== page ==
After returning to net gold buying in June, central banks continued to add to their gold reserves in July.
Globally, central banks reported net purchases of 55 tons in July, according to the latest data compiled by the World Gold Council.
In March, April and May, central banks reported net gold sales, primarily due to Turkey selling 160 tons of gold over that three-month period. According to the World Gold Council, this was a specific response to local market dynamics and didn’t likely reflect a change in the Turkish central bank’s long-term gold strategy.
This was confirmed in June when the Central Bank of Turkey flipped back to buying, adding 11 tons of gold to its reserves. It continued increasing its reserves in July with a 17-ton gold purchase.
According to the World Gold Council, the Turkish government reinstated gold import quotas in early August. It remains to be seen whether this will lead to renewed central bank gold selling should local gold demand remain elevated.
The Turkish government recently raised the country’s inflation forecast to 65%.
The People’s Bank of China ranked as the largest buyer in July, adding 23 tons of gold to its holdings. It was the ninth consecutive month of buying for the Chinese central bank. China is the largest gold buyer year-to-date, having increased its official reserves by 188 tons. The People’s Bank of China now officially holds 2,136 tons of gold, making up 4% of its total reserves.
China has a history of adding to reserves and then going silent.
The People’s Bank of China accumulated 1,448 tons of gold between 2002 and 2019, and then reported nothing for more than two years before resuming reporting last fall.
Many speculate that the Chinese continued to add gold to its holdings off the books during those silent years.
In fact, there has always been speculation that China holds far more gold than it officially reveals. As Jim Rickards pointed out on Mises Daily back in 2015, many people speculate that China keeps several thousand tons of gold “off the books” in a separate entity called the State Administration for Foreign Exchange (SAFE).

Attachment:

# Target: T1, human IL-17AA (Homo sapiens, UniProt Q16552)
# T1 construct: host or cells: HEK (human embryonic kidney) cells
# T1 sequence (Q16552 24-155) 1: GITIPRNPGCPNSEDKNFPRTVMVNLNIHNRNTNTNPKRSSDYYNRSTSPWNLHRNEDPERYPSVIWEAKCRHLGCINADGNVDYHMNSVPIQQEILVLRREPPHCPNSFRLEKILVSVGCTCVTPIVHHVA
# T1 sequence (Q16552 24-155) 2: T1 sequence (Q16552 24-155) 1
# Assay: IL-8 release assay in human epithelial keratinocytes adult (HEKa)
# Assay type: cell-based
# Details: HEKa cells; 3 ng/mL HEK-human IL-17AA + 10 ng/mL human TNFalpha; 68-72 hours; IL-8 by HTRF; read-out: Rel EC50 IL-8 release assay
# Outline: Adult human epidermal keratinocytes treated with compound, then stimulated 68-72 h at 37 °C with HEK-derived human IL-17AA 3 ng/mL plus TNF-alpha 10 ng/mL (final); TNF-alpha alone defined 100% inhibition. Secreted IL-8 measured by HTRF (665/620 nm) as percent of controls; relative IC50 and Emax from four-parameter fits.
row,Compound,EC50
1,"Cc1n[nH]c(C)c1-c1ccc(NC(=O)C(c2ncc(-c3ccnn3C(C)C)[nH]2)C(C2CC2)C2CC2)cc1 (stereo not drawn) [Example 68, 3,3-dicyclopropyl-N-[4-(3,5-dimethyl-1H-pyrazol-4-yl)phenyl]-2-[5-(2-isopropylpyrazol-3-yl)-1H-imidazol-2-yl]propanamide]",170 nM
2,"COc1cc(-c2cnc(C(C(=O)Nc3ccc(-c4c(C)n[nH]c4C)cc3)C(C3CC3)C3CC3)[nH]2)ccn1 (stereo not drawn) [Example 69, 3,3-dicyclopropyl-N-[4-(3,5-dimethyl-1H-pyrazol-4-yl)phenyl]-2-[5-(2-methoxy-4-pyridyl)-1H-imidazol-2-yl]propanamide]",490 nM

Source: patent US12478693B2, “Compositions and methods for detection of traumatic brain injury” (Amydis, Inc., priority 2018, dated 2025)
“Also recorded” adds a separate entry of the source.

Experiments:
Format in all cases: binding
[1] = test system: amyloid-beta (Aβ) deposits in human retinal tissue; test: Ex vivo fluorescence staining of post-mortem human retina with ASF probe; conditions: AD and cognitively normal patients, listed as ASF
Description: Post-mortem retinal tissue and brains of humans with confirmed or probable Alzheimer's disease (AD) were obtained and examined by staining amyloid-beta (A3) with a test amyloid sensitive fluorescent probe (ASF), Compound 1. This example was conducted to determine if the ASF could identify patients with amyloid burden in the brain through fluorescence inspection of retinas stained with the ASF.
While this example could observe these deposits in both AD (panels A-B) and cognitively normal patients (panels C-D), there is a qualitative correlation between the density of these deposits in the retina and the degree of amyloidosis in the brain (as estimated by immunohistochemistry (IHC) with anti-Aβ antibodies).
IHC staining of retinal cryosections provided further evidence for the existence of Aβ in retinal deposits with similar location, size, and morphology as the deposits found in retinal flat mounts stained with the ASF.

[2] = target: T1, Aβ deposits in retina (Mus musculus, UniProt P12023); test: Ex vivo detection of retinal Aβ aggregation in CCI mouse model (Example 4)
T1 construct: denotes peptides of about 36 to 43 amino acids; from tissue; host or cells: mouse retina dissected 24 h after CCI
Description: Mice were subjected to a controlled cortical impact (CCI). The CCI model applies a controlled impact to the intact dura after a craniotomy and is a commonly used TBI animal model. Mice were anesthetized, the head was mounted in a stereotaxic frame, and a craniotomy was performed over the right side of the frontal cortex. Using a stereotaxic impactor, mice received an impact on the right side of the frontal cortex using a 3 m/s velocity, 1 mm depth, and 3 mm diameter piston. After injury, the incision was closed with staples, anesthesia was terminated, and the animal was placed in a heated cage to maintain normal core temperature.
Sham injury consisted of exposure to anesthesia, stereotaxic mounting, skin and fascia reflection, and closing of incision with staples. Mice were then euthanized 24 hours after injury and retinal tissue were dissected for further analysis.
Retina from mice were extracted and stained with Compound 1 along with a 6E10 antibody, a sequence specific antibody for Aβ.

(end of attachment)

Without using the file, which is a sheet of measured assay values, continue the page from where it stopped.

Last year, there were large unreported increases in central bank gold holdings. Central banks that often fail to report purchases include China and Russia. Many analysts believe China is the mystery buyer stockpiling gold to minimize exposure to the dollar.
The National Bank of Poland (NBP) was also a big gold buyer in July, adding 22 tons of gold to its holdings. It was the fourth consecutive month of gold purchases for the Polish central bank, totaling 71 tons.
In the fall of 2021, Bank of Poland President Adam Glapiński said the central bank planned to add 100 tons of gold to its reserves in 2022. It’s unclear why the bank didn’t follow through, but it is now just 29 tons short of that stated goal.
When he announced the plan to expand its gold reserves, Glapiński said holding gold was a matter of financial security and stability.
Gold will retain its value even when someone cuts off the power to the global financial system, destroying traditional assets based on electronic accounting records. Of course, we do not assume that this will happen. But as the saying goes – forewarned is always insured. And the central bank is required to be prepared for even the most unfavorable circumstances. That is why we see a special place for gold in our foreign exchange management process.”
Three other central banks bought gold in July.
- Qatar – 3 tons
- Singapore – 2 tons
- The Czech Republic – 2 tons
Libya’s central bank reported a gold purchase of 30 tons in June after the data for that month had already been compiled.
Significantly, there are reports that Russia will recommence the buying of foreign currency and gold in the coming months, but there are few details about the plan.
Kazakhstan (4 tons) and Uzbekistan (11 tons) were the notable gold sellers in July. It is not uncommon for banks that buy from domestic production – such as Uzbekistan and Kazakhstan – to switch between buying and selling.
Even with Turkey’s big sales earlier this year, net central bank gold purchases totaled 387 tons through the first half of the year. That was the highest first-half total since the organization started compiling quarterly data in 2000. This continued the trend of increasing gold reserves we saw last year.
Total central bank gold buying in 2022 came in at 1,136 tons. It was the highest level of net purchases on record dating back to 1950, including since the suspension of dollar convertibility into gold in 1971. It was the 13th straight year of net central bank gold purchases.
According to the 2023 Central Bank Gold Reserve Survey recently released by the World Gold Council, 24% of central banks plan to add more gold to their reserves in the next 12 months. Seventy-one percent of central banks surveyed believe the overall level of global reserves will increase in the next 12 months. That was a 10-point increase over last year.
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